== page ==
international scale? In 1599 Shakespeare had good reasons for not
declaring his hand.
the collapse of chivalry
Henry V was written and performed while Essex was out of the
country. Until news began to lter back to London of the truce that
he had been forced to conclude with Tyrone in September 1599, no
one could have predicted with certainty the outcome of the earl's
mission to suppress the Irish rebellion. Success might lead to a
reconciliation with the queen and the rehabilitation of his own
reputation as crusading national hero; failure would in all probability mean the end of his political career, at least while Elizabeth
48

49
50

St Augustine of Hippo, Of the Citie of God, trans. J. Healey (London, 1610). For this point I
am indebted to Janet M. Spencer, `Princes, Pirates, and Pigs: Criminalizing Wars of
Conquest in Henry V', SQ , 47 (1996), 160 77.
The Education of a Christian Prince, trans. Born, pp. 252 3.
William of Worcester, The Boke of Noblesse: Addressed to King Edward III on his Invasion of France,
with an introduction by John Gough Nichols (London: J.B. Nichols, 1860) p. 20.

50

Shakespeare on Masculinity

was alive. In dealing with a historical gure with whom the earl was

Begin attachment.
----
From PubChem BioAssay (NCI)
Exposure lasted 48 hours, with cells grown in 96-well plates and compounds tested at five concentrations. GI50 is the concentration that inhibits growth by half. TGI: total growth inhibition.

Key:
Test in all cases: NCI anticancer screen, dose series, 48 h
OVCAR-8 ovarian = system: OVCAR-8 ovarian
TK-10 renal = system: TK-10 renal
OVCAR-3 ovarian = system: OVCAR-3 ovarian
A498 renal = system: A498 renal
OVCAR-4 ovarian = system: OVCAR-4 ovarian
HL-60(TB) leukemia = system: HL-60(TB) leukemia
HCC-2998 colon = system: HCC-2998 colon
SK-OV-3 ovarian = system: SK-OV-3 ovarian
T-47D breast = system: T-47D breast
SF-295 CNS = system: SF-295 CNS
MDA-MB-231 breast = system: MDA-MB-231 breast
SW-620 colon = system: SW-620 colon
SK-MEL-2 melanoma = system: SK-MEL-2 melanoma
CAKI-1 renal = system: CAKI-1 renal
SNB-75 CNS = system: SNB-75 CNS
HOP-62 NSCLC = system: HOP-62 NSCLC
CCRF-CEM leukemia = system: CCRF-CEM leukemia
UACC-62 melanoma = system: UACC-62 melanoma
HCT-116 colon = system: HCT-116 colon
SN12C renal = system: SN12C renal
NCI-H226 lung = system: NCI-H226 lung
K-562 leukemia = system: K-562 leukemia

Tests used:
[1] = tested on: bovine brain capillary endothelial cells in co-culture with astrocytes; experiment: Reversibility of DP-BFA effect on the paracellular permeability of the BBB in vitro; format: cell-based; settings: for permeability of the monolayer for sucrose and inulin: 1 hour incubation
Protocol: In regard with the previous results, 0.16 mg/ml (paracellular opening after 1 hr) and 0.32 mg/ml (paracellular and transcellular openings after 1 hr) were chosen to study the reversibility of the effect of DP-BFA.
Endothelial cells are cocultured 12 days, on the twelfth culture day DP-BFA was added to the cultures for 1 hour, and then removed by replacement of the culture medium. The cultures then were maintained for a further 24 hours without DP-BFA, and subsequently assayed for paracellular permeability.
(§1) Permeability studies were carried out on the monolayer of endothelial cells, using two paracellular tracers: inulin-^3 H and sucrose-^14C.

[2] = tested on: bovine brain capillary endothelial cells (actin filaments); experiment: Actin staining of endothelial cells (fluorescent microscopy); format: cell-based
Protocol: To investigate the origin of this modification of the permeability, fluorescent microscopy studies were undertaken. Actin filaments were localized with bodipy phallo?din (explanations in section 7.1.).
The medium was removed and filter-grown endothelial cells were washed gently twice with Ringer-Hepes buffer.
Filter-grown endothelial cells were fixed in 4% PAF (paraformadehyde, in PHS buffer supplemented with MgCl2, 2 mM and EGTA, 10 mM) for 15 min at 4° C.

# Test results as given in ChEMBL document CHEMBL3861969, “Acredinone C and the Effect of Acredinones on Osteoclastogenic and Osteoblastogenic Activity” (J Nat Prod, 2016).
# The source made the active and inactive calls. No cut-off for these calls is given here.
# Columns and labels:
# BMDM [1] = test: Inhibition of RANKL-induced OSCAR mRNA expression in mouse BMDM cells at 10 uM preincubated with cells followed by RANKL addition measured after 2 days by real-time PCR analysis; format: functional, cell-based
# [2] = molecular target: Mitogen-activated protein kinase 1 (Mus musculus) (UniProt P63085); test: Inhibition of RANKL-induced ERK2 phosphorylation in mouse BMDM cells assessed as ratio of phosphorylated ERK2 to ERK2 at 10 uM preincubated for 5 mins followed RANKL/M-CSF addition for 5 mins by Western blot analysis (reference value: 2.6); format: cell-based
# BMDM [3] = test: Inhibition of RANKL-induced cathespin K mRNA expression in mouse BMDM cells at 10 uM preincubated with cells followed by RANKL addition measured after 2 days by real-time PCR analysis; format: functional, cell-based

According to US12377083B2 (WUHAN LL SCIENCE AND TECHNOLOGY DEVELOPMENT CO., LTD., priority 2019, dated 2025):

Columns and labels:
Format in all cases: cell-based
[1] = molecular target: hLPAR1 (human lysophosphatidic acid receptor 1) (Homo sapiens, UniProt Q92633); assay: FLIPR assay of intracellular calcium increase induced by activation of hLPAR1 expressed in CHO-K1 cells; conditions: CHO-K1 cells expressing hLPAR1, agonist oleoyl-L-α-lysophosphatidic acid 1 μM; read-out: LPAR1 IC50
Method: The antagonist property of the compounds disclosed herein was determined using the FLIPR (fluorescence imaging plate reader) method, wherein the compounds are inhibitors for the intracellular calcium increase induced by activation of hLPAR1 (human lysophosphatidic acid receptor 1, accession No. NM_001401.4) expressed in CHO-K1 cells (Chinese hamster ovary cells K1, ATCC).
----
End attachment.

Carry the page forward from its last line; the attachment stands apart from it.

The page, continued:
so closely identied, Shakespeare had to tread with extreme caution.
The dangers of linking oneself too closely with the earl are vividly
illustrated by the imprisonment of Sir John Hayward in July 1600.
Hayward's crime was that of publishing what Elizabeth regarded as
a seditious history of Henry IV. His injudicious choice of subject
matter was compounded by the extravagant praise he offered to
Essex in the dedication of The First Part of the Life and Raigne of King
Henry IIII. At Hayward's trial it was put to him that, by dealing with
the deposition of a reigning monarch by a group of discontented
noblemen, and by writing about it in a way that seemed to invite
readers to draw parallels with contemporary events, he was in effect
inciting rebellion.51 Whatever Shakespeare's personal views of Essex
were, the Hayward trial cannot have been reassuring. Not only was
Hayward dealing with precisely the same period of history that he
himself had already dramatized in the rst three plays of his second
historical tetralogy, but Hayward's allegedly seditious theory of
history was actually no more pointed than the Tacitean views that
Shakespeare had put into the mouth of Warwick in the second part